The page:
Optimization of Propulsion Systems
Research Area: Optimization of Propulsion Systems
NASA's goal is to reduce NOx emissions of future aircraft by 70% within 10 years and by 80% within 25 years. Further, CO2 emissions are to be reduced by 25% and 50% in the same timeframes. Toward this objective, this proposed project will explore the usage of controlled mixing in lean combustion. For turbine engines operating on natural gas, lean premixed combustion in combustors provides a means to reduce pollutant formation, e.g. NOx and CO2, and increase combustion efficiency. In addition, NOx can be reduced by adjusting the degree of mixing, i.e. unmixedness, of fuel and air prior to combustion in a lean premixed reaction. Research shows that concentrations of NOx and CO2 decrease as the fuel-to-air ratio, f, decreases. However, the NOx concentration increases for the non-premixed case while it decreases for the premixed case.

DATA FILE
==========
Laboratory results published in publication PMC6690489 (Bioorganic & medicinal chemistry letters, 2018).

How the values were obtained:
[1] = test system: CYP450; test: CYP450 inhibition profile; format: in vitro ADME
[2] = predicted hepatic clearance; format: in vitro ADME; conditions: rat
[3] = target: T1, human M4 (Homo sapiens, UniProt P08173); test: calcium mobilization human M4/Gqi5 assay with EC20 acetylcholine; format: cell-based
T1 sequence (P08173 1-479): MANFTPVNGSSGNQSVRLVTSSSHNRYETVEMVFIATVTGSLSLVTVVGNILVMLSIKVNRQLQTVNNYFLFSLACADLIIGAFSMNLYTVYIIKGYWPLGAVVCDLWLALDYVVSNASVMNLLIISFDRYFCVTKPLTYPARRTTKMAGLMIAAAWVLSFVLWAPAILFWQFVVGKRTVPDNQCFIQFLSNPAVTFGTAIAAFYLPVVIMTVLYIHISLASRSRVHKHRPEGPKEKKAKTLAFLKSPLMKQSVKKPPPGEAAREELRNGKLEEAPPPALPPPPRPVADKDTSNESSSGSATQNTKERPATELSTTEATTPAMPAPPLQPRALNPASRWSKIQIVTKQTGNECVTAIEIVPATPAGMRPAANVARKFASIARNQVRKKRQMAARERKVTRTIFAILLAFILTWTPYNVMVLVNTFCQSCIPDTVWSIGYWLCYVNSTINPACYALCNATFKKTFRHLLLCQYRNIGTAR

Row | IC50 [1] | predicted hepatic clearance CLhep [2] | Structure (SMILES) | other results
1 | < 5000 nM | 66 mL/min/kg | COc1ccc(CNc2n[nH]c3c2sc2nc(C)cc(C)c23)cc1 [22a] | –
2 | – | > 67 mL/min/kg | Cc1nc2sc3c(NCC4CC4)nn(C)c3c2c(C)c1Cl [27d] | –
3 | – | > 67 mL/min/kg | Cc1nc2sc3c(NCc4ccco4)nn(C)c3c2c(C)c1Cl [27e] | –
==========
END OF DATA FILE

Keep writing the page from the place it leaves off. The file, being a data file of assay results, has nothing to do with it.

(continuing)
As Figure 1 indicates, concentrations of NOx and CO2 decrease as the fuel-to-air ratio, f decreases. However, the NOx concentration increases for the non-premixed case while it decreases for the premixed case. The term unmixedness is used to indicate either the temporal or spatial variation in the concentration of one gas, e.g. fuel, in another gas, e.g. air. Lyons has developed analytical expressions for spatial unmixedness while Fric has developed expressions for temporal fluctuations in the fuel concentration. The unmixedness depends on the mixing time, the integral length scale of the flow, the intensity, and other turbulent flow properties. These flow properties depend on the method of injection, the length of the premixer, and any other devices that are placed in the flow path that modify the turbulent properties.